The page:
Where there is food shortage, rice, being the region’s food staple, is enthusiastically distributed but without clean water supply, utensils, crockeries and cutleries. In addressing infants’ hunger and malnutrition, formula milk is often earnestly supplied without clean water supply and feeding bottles. During the usually chaotic and intense acute relief phase where the priority of relief intervention is to save lives and stabilise the situation, one consideration is to explore options to avoid the massive logistics of onsite food preparations, waste management and possible contamination.
Humanitarian responders should purchase and dispatch only those relief items which are unavailable at neighbouring or nearby unaffected areas, unless prices have been severely inflated there. Humanitarian strategists, planners and drivers must have the acumen to innovate and capitalise on appropriate technologies. Additionally, there needs to be a reliable supply chain, incorporating stockpiling and pre-positioning of appropriate essential and critical relief items.
5. Cultural Intelligence & Adaptation
Different societies and communities have differing histories, laws, systems, customs, cultures, creeds and conceptions of life. Cultural intelligence is key to catalyse and cultivate ground connection, confidence and collaboration. Common sense is not common, especially in uncommon situations such as major crises.
In early 2002, a few months after the war in Afghanistan commenced, containers of clothes arrived comprising printed tee-shirts and jeans, which was ‘Fright Night’ fashion to the Afghans.
After Aceh was smashed and shattered by the tsunami, energy bars, shortbread cookies and oat meals were distributed to the Acehnese when their obvious staple was rice and instant noodles.
In the aftermaths of the armed conflict in Sri Lanka (2009) and Sindh floods in Pakistan (2010), powdered milk was contributed by international donors to help ease hunger and malnutrition, without realising about 80% of South Asians are lactose intolerant.
Some of these relief supplies were either barter-traded or re-directed elsewhere, but mostly were discarded and wasted. It is therefore essential that relief agencies understand and adapt to local culture, beliefs, attire, palate, nutritional requirements, social behaviours and motivations of the targeted communities.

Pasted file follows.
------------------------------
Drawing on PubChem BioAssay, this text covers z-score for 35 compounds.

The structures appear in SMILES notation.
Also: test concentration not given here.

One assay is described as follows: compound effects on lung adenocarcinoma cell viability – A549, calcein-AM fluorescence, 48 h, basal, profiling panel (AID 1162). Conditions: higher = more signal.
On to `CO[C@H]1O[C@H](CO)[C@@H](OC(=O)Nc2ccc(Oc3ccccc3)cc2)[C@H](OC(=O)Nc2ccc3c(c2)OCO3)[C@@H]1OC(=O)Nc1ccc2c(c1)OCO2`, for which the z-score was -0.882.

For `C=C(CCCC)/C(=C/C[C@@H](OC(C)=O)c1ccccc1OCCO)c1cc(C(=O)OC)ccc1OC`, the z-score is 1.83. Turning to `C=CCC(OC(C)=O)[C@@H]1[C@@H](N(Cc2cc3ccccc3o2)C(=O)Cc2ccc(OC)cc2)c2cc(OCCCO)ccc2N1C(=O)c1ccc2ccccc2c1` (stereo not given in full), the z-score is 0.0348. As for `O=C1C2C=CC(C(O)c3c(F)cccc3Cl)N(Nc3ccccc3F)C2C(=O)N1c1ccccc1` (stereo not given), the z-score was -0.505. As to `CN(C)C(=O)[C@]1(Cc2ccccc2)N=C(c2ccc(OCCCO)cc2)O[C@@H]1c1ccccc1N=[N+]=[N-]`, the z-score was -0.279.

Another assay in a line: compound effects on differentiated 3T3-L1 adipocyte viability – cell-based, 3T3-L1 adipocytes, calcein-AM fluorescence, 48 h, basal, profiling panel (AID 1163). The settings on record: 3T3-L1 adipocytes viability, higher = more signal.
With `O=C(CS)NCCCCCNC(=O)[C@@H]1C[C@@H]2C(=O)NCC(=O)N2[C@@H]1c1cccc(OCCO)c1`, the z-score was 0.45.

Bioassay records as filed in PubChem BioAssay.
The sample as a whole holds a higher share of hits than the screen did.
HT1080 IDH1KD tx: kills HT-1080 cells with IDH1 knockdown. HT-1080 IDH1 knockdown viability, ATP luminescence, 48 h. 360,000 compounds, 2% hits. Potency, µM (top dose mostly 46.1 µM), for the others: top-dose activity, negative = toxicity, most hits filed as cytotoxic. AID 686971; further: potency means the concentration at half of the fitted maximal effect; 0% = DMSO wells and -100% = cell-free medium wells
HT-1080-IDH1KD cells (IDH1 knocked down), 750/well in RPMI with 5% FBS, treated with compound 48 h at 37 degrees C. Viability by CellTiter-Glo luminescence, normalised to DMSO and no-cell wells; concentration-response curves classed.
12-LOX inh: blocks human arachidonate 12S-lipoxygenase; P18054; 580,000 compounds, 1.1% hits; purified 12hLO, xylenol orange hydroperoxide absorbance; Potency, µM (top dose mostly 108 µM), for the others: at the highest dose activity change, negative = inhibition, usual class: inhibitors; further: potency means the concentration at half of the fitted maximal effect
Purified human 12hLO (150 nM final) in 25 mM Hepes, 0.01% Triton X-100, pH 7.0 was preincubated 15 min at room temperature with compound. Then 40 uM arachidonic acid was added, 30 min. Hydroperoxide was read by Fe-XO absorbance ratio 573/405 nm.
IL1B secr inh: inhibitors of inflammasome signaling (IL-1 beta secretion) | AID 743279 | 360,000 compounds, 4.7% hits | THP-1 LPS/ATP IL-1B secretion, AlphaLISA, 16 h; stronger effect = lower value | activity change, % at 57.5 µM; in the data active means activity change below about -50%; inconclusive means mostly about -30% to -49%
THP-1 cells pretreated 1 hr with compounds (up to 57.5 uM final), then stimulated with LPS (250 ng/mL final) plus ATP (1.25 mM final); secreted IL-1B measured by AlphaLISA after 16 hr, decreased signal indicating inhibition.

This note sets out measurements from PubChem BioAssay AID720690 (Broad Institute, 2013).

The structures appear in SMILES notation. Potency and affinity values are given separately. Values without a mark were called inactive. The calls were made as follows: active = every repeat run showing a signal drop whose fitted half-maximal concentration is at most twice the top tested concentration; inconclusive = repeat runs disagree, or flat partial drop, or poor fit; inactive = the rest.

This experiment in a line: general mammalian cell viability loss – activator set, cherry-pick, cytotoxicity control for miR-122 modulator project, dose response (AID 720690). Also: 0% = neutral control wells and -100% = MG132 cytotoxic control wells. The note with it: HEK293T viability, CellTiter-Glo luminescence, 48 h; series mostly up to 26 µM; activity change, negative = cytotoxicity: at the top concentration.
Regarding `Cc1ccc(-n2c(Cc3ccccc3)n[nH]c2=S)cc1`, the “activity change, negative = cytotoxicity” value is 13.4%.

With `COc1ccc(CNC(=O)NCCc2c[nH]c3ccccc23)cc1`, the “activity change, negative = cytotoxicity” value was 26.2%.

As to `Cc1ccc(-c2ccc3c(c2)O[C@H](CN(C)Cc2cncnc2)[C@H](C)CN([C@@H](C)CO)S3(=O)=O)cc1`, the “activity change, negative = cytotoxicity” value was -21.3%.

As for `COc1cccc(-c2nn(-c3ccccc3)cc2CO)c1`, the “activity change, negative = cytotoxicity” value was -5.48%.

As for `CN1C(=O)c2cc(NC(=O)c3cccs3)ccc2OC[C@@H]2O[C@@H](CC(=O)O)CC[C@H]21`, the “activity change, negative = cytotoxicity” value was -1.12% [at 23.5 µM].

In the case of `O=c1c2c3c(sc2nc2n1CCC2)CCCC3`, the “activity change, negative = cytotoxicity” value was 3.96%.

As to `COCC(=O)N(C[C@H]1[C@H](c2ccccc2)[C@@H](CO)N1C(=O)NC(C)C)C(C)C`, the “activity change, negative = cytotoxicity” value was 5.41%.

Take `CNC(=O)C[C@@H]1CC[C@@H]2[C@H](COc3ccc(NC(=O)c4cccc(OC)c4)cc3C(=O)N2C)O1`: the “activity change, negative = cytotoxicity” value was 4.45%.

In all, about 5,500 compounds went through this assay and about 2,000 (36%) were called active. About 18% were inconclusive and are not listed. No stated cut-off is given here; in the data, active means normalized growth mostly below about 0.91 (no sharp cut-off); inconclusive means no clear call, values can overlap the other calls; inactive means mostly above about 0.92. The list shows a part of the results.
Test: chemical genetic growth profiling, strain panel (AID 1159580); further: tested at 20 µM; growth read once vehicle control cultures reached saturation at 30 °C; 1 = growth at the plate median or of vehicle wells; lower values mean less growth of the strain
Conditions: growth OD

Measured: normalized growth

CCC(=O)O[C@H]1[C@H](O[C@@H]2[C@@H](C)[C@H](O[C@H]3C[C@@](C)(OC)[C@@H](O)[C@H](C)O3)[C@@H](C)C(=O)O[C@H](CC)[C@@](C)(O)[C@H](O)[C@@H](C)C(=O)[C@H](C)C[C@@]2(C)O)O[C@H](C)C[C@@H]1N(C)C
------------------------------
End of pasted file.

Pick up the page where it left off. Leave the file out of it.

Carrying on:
Natural disasters are not merely extreme events caused solely by forces of nature, but manifestations of unresolved developmental issues. Hazards become disasters in the absence or shortage of risk reduction plans and mechanisms. Unfortunately, the impacts of natural disasters fall disproportionately on developing communities. They usually reside at less favorable geographical areas or regions which bear greater risks. The poorer they are, the more vulnerable they become. Hence, many of them head for the cities in search of opportunities and better life but ending up as jobless informal settlers there. This causes severe strain on the cities’ infrastructures and social dynamics and safety. Developing the rural regions could catalyse reverse migrations which would benefit the overall social system and economy.
Finally, while many SEA nations continue to invest and strive towards mitigating risks and enhancing their response capacities to counter the effects and impacts of global warming, the potential brunt that they stand to bear from future hydrometeorological hazards, especially the Philippines and Vietnam, is an affront and injustice to them, given that they are the least significant contributors to this global problem.
* The article is based on the author’s humanitarian relief engagements & ground observations from 2001 – 2020 across 26 countries & territories in Asia, while spearheading three Singaporean humanitarian organisations. From 2008–2013, he completed a policy review with the SIPRI on effectiveness of foreign military assets in natural disasters and headed various original analyses for UN-endorsed publications including UNIDRC, WHO, UNESCO, UNISDR and UNDESA on sustainable development and disaster management.
Hassan Ahmad, Special Advisor (Humanitarian), Humanity Matters, Singapore